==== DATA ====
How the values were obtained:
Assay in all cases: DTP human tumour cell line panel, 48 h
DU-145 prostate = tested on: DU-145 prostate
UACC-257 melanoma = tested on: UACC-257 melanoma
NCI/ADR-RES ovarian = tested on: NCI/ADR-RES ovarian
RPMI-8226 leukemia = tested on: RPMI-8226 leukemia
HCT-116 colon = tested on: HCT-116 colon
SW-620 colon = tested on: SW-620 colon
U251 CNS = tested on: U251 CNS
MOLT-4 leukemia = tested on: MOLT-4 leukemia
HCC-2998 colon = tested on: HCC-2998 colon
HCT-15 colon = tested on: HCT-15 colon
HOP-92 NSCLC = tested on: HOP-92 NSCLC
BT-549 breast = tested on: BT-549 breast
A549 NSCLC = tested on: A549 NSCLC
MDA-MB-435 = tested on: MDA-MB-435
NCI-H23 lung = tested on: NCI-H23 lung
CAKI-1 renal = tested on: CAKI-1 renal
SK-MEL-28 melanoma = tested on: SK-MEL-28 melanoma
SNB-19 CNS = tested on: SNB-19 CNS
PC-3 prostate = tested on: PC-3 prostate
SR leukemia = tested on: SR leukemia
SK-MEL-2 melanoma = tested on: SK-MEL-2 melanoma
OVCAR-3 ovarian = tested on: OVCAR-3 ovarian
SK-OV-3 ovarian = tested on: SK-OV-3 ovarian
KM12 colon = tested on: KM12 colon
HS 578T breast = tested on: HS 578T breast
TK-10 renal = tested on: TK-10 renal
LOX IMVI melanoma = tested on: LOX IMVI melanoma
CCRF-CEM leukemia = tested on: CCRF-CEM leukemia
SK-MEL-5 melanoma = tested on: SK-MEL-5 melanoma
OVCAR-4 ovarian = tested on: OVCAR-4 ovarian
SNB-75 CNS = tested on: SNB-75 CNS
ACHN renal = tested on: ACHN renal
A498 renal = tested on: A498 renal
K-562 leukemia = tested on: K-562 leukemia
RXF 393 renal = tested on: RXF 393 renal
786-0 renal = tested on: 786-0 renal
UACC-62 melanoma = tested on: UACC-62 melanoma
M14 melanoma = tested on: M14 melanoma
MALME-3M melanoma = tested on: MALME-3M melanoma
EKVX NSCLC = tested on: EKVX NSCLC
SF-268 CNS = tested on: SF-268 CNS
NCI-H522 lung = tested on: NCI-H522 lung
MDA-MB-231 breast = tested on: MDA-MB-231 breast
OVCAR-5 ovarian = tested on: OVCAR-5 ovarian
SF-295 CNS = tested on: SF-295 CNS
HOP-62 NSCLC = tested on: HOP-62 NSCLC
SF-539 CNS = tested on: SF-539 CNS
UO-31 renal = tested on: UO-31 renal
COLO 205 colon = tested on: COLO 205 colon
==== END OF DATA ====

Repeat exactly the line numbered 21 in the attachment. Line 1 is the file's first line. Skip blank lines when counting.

PC-3 prostate = tested on: PC-3 prostate